Complain about behavior instead.

Complaining requires you to be specific about the behavior you want to change. So in couples therapy, we want to focus on changing your partner’s behavior that is annoying you.

The “masters of marriage” complain. The “disasters of marriage” criticize.

It can be really challenging to break a chronic pattern of criticizing. We teach you how to re-word your criticisms and remove the toxic elements.

Second Horseman – Defensiveness

The second of the four horsemen is defensiveness. When you feel under attack, your response to feeling criticized is to get defensive. I say “feeling criticized” instead of “being criticized” because your perception is a driving force, whether it’s a true criticism or not.

Defensiveness is an attempt to protect yourself, to defend your innocence or to ward off a perceived attack.

Sometimes it is done by counter-attacking or whining (innocent victim stance). e.g., “Me? Why are you picking on me? What about you?”

What’s Wrong with Defensiveness?

Defensiveness implies your partner won’t impact or influence you. They cannot have an effect on you.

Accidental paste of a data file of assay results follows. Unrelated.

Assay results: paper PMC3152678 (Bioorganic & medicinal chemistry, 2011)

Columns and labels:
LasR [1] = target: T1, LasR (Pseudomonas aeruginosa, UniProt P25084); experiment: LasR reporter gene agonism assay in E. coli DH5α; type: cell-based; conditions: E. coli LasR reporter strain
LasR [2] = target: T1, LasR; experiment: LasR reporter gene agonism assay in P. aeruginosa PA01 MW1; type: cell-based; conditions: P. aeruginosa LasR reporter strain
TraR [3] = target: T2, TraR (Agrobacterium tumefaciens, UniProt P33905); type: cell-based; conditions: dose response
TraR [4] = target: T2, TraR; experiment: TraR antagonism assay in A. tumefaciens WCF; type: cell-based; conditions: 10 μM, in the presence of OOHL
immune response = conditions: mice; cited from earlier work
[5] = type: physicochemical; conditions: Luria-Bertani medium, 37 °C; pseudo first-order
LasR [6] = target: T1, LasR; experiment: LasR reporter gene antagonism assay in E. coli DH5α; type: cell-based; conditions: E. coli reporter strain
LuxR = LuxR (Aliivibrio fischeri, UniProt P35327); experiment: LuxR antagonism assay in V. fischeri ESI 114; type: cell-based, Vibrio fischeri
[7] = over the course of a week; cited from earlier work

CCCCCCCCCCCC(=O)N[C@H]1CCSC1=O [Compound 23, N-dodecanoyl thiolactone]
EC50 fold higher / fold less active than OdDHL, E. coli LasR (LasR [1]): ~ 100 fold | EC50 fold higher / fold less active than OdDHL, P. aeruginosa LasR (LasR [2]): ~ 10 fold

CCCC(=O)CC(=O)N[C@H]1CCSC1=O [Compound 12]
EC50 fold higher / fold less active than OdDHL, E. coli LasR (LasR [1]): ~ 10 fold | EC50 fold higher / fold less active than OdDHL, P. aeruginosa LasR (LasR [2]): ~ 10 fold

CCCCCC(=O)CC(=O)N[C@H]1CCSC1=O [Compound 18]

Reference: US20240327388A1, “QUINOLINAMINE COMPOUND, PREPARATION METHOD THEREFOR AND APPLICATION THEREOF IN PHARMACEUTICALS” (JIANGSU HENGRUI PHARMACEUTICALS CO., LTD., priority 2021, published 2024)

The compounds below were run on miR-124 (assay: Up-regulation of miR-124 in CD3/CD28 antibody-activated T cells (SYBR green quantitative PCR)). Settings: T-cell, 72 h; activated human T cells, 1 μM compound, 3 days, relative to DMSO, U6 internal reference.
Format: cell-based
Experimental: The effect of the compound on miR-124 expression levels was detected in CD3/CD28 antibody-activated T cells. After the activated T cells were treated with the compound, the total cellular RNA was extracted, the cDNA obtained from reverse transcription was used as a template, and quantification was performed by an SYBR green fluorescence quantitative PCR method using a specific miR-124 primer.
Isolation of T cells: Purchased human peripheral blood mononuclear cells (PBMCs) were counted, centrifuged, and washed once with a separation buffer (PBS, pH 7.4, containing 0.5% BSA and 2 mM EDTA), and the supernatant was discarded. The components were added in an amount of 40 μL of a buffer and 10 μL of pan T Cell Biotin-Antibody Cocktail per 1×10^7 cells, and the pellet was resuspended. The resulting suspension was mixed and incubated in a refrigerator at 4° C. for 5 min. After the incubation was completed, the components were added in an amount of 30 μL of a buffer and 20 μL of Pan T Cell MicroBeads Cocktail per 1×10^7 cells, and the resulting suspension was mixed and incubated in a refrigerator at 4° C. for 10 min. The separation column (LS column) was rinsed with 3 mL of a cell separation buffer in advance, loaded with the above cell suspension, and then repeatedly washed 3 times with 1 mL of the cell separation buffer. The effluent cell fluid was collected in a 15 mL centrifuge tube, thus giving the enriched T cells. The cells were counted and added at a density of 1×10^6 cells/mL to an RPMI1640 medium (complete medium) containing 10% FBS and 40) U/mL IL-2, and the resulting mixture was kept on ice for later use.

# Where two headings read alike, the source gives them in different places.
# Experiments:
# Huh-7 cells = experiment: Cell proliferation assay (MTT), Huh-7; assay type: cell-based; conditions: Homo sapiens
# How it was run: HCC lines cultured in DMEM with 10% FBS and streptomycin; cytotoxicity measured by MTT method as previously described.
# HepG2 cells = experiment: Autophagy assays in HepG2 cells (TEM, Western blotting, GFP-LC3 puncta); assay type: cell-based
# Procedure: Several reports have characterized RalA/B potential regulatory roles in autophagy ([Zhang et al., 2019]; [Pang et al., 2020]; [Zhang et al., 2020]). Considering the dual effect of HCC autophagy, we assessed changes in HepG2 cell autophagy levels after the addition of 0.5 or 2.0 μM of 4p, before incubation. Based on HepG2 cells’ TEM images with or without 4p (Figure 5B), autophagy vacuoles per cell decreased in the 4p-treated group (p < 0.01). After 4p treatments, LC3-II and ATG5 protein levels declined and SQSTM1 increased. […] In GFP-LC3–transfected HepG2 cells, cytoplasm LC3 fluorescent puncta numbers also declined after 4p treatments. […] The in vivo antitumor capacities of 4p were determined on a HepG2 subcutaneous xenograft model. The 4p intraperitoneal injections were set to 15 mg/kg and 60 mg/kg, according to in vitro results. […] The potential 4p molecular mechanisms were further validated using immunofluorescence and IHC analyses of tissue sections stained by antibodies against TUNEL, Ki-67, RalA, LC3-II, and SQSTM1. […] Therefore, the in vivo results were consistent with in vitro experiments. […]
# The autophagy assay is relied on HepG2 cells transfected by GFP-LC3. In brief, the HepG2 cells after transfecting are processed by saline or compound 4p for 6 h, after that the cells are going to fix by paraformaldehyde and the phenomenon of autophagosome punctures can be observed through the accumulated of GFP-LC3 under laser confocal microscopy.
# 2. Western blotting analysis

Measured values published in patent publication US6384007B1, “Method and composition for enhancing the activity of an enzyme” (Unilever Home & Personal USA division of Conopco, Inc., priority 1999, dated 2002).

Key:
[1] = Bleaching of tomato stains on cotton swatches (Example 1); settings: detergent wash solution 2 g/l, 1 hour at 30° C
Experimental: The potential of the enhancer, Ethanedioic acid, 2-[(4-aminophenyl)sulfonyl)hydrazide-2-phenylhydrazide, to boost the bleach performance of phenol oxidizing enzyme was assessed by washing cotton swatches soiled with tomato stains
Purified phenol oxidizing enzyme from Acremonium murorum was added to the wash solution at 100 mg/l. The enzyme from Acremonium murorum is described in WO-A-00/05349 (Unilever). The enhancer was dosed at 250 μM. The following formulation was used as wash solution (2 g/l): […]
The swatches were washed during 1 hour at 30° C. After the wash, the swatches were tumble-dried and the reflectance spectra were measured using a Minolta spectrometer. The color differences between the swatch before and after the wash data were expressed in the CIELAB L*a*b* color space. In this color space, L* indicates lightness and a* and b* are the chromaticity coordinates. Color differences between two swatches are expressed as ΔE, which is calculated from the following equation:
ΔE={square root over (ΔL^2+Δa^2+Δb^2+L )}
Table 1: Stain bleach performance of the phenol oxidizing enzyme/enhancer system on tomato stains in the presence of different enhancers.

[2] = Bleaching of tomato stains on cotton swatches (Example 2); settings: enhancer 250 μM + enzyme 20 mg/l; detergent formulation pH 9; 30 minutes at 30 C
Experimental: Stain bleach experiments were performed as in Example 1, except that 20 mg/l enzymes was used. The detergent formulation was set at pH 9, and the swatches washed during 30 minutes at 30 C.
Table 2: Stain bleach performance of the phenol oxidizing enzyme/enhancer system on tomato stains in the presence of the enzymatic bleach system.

Escalating the fight is often the result.

The “masters of marriage” accept some responsibility for their actions. They don’t bat it back and ask themselves: “Is there anything I can agree with?” They don’t deny all charges!

Curing defensiveness means accepting some responsibility. You look for what you agree with, in what your partner says, not what you disagree with. You communicate:

“I hear you. You and what you say matters to me.”

Defensiveness causes things to escalate FAST! As therapists, we need to clearly identify defensiveness (e.g. You’re being attacked…) from perceived criticism. It is a difficult habit to break.

Third Horseman: Stonewalling